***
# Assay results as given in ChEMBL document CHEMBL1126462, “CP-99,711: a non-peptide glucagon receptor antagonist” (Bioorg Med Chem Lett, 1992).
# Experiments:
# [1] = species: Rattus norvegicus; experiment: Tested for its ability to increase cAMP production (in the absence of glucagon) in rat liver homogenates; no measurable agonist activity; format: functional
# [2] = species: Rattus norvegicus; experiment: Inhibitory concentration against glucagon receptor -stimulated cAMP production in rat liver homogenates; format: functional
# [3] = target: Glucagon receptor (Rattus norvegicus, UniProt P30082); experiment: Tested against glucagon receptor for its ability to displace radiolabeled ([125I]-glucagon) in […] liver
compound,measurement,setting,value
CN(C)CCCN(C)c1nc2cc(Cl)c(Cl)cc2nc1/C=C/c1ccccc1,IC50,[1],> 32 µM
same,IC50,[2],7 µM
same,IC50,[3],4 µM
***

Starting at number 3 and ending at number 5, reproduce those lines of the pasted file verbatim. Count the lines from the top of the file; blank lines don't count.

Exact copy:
# [1] = species: Rattus norvegicus; experiment: Tested for its ability to increase cAMP production (in the absence of glucagon) in rat liver homogenates; no measurable agonist activity; format: functional
# [2] = species: Rattus norvegicus; experiment: Inhibitory concentration against glucagon receptor -stimulated cAMP production in rat liver homogenates; format: functional
# [3] = target: Glucagon receptor (Rattus norvegicus, UniProt P30082); experiment: Tested against glucagon receptor for its ability to displace radiolabeled ([125I]-glucagon) in […] liver